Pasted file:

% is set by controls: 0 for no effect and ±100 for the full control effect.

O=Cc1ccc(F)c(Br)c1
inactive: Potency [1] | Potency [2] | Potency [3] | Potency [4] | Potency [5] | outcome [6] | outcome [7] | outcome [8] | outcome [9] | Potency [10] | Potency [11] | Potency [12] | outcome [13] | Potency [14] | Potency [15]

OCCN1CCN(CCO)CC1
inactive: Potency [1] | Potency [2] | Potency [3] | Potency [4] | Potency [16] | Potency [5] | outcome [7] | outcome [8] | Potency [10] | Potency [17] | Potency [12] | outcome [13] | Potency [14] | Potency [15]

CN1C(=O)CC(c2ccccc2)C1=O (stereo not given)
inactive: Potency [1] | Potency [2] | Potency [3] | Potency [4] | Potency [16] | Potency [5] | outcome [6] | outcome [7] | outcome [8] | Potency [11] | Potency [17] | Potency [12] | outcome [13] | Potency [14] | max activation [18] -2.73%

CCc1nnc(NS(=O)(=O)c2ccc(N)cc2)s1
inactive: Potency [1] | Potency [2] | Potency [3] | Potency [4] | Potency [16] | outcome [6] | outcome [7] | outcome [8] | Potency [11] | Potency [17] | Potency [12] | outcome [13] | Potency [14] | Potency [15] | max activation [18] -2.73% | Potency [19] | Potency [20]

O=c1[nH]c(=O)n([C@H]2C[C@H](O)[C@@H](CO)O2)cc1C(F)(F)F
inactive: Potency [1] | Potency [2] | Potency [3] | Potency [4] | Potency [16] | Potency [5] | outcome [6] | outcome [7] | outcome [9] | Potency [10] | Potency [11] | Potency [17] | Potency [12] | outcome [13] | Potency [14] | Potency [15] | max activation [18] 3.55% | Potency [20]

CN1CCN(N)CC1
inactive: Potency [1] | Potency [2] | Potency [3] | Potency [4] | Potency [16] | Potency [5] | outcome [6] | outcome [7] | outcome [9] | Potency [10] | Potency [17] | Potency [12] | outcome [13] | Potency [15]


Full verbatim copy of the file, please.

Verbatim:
% is set by controls: 0 for no effect and ±100 for the full control effect.

O=Cc1ccc(F)c(Br)c1
inactive: Potency [1] | Potency [2] | Potency [3] | Potency [4] | Potency [5] | outcome [6] | outcome [7] | outcome [8] | outcome [9] | Potency [10] | Potency [11] | Potency [12] | outcome [13] | Potency [14] | Potency [15]

OCCN1CCN(CCO)CC1
inactive: Potency [1] | Potency [2] | Potency [3] | Potency [4] | Potency [16] | Potency [5] | outcome [7] | outcome [8] | Potency [10] | Potency [17] | Potency [12] | outcome [13] | Potency [14] | Potency [15]

CN1C(=O)CC(c2ccccc2)C1=O (stereo not given)
inactive: Potency [1] | Potency [2] | Potency [3] | Potency [4] | Potency [16] | Potency [5] | outcome [6] | outcome [7] | outcome [8] | Potency [11] | Potency [17] | Potency [12] | outcome [13] | Potency [14] | max activation [18] -2.73%

CCc1nnc(NS(=O)(=O)c2ccc(N)cc2)s1
inactive: Potency [1] | Potency [2] | Potency [3] | Potency [4] | Potency [16] | outcome [6] | outcome [7] | outcome [8] | Potency [11] | Potency [17] | Potency [12] | outcome [13] | Potency [14] | Potency [15] | max activation [18] -2.73% | Potency [19] | Potency [20]

O=c1[nH]c(=O)n([C@H]2C[C@H](O)[C@@H](CO)O2)cc1C(F)(F)F
inactive: Potency [1] | Potency [2] | Potency [3] | Potency [4] | Potency [16] | Potency [5] | outcome [6] | outcome [7] | outcome [9] | Potency [10] | Potency [11] | Potency [17] | Potency [12] | outcome [13] | Potency [14] | Potency [15] | max activation [18] 3.55% | Potency [20]

CN1CCN(N)CC1
inactive: Potency [1] | Potency [2] | Potency [3] | Potency [4] | Potency [16] | Potency [5] | outcome [6] | outcome [7] | outcome [9] | Potency [10] | Potency [17] | Potency [12] | outcome [13] | Potency [15]